A day late, a dollar short

The inequities of equitable relief under Sec. 6015(f)
By Alexander Kleyman, CPA, and Paul Zambito, CPA

Taxpayers seeking innocent spouse relief under Sec. 6015 could face an unexpected consequence when there is no remaining tax liability for a tax year but for which additions to tax, penalties, and/or interest are still owed.

Generally, spouses who file a joint tax return are jointly and severally liable for the tax on the return, including additions to tax, penalties, and interest. Congress enacted Sec. 6015(f) to provide relief from joint and several liability when, taking into consideration all the facts and circumstances, it is inequitable to hold the spouse liable for an understatement or underpayment when other relief provisions do not apply. However, two slightly different circumstances may be treated differently under the Sec. 6015(f) criteria for equitable relief.

Suppose that Mary filed a joint tax return with her husband in which all income was attributable to her husband. The return was filed five months past its due date, although the husband paid the full amount of tax owed of $100,000. However, he did not pay the late filing penalties, the late payment penalties, and the interest. Subsequently, Mary, now divorced from her husband, files for equitable relief under Sec. 6015. Based on the facts and the criteria under Sec. 6015(f), Mary would qualify for equitable relief of a tax deficiency. However, she is denied relief and must pay the amounts owed, solely because the tax owed at the time the joint return was filed was "full paid" at the time of filing.

Internal Revenue Manual (IRM) Section states, "If the original return was full paid when filed, then there is no underpayment of tax, therefore, no relief is available under IRC 6015."

Alternatively, consider an identical scenario, except that the husband paid $99,999 of tax owed at the time the joint return was filed, meaning the return was $1 short of being "full paid." Mary meets all the qualifications for equitable relief from paying the late filing penalties, late payment penalties, and interest—even if the remaining dollar of underlying tax liability had been subsequently paid.

IRM Section also states:

If relief would have been appropriate for the underlying tax, then relief is appropriate for the penalties and interest. This includes situations where there was an underpayment of tax on the return but subsequent payments have paid all the tax leaving only penalty and/or interest unpaid or partially unpaid. If the [requesting spouse] would be entitled to relief, then the [requesting spouse] may be considered for a refund (including a refund of any paid penalties and interest) and would be entitled to relief from the unpaid penalties and interest.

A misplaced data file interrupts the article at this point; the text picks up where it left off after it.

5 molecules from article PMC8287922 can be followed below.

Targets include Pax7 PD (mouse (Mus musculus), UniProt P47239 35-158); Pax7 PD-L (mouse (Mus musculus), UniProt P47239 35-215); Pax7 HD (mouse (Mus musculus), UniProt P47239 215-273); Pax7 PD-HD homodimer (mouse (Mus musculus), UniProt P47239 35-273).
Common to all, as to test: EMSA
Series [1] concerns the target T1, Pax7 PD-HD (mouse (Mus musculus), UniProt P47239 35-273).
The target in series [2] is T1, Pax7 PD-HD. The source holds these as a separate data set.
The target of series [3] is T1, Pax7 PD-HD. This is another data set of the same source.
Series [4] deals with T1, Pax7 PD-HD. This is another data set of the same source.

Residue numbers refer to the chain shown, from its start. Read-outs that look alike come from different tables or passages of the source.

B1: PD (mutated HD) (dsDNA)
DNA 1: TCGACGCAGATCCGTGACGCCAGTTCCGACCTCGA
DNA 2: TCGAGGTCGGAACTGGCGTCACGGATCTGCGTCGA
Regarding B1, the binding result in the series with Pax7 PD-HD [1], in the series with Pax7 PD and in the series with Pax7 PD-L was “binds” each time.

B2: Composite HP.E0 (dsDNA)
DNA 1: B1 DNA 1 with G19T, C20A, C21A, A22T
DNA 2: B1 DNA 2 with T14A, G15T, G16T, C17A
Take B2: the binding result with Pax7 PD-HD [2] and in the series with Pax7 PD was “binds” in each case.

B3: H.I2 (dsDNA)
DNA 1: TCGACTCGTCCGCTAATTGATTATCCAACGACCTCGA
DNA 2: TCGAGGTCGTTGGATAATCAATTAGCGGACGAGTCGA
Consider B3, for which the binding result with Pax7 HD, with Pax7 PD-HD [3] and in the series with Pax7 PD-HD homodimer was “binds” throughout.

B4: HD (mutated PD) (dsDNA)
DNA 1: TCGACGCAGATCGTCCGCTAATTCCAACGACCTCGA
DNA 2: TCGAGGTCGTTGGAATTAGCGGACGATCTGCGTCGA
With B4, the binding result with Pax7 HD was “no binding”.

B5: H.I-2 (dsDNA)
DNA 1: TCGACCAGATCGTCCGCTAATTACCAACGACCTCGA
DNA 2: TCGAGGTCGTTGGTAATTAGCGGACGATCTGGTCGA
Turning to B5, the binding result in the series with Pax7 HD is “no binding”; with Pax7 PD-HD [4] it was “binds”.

Prop. Regs. Sec. 1.6015-1(m), issued in November, would make the IRM's stance official: "If the underlying tax liability (whether an assessed deficiency or an underpayment) was paid in full after the joint return was filed but penalties and interest remain unpaid, the requesting spouse may be relieved from the penalties and interest if the requesting spouse is entitled to relief from the underlying tax."

When a taxpayer does not qualify for innocent spouse relief because the tax liability was "full paid" at filing, penalty relief may be available under reasonable-cause rules. IRM Section states, "Although no relief is available separately for penalties under IRC 6015, under the right circumstances penalties can be abated for reasonable cause. ..."

However, Tax Court cases suggest that penalty abatement for reasonable cause in such circumstances may be much more difficult to obtain than innocent spouse equitable relief. In Belk, 93 T.C. 434 (1989), the wife had no income or deductions during the year, the husband had historically taken full charge of preparing and filing the returns, and the wife had historically not examined or inquired about the couple's returns before signing them. The court held those reasons supported a holding that the wife was entitled to innocent spouse relief, but not that she had reasonable cause for the couple's joint return having been filed late, since she did not take steps to ensure that her husband had timely filed it.

If a spouse can receive abatement from the penalties and interest, collecting the refund may be another story. A refund as a result of an overpayment created by an abatement is not allocated to a specific spouse. IRM Section states, "The government does not determine who is entitled to which portion of the refund check." Thus, when the IRS refunds an overpayment shown on a joint return, it typically issues the refund in the names of both spouses, leaving them to divide the proceeds.

A key point that a practitioner can take away from these examples is that absent a change in the statute, a spouse will not be entitled to equitable innocent spouse relief if a tax due amount was fully paid at the time of filing, even if that filing was late. This may happen more than tax preparers realize, as taxpayers often pay the tax due yet leave the penalty and interest calculation to the IRS.

Alexander Kleyman (kleymancpa@aol.com) is a sole practitioner with Alexander Kleyman, CPA, in Hallandale Beach, Fla. Paul Zambito (paul.zambito@mossadams.com) is a senior manager at Moss Adams LLP in Los Angeles.

To comment on this article or to suggest an idea for another article, contact Paul Bonner, senior editor, at pbonner@aicpa.org or 919-402-4434.


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